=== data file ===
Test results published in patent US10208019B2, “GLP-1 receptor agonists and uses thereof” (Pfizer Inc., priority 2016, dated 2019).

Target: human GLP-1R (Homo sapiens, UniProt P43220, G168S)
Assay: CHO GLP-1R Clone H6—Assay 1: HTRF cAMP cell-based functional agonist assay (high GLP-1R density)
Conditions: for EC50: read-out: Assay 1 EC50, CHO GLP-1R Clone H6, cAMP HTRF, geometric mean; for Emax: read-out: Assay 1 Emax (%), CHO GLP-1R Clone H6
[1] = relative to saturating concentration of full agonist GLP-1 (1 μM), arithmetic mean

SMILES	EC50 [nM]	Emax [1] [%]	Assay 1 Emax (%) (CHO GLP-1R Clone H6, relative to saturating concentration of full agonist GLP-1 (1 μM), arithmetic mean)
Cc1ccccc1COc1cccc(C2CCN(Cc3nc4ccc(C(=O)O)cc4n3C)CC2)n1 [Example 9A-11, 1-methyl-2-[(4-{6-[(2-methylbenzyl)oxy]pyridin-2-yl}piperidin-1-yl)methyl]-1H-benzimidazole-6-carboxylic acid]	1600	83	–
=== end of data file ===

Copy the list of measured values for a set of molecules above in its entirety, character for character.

Test results published in patent US10208019B2, “GLP-1 receptor agonists and uses thereof” (Pfizer Inc., priority 2016, dated 2019).

Target: human GLP-1R (Homo sapiens, UniProt P43220, G168S)
Assay: CHO GLP-1R Clone H6—Assay 1: HTRF cAMP cell-based functional agonist assay (high GLP-1R density)
Conditions: for EC50: read-out: Assay 1 EC50, CHO GLP-1R Clone H6, cAMP HTRF, geometric mean; for Emax: read-out: Assay 1 Emax (%), CHO GLP-1R Clone H6
[1] = relative to saturating concentration of full agonist GLP-1 (1 μM), arithmetic mean

SMILES	EC50 [nM]	Emax [1] [%]	Assay 1 Emax (%) (CHO GLP-1R Clone H6, relative to saturating concentration of full agonist GLP-1 (1 μM), arithmetic mean)
Cc1ccccc1COc1cccc(C2CCN(Cc3nc4ccc(C(=O)O)cc4n3C)CC2)n1 [Example 9A-11, 1-methyl-2-[(4-{6-[(2-methylbenzyl)oxy]pyridin-2-yl}piperidin-1-yl)methyl]-1H-benzimidazole-6-carboxylic acid]	1600	83	–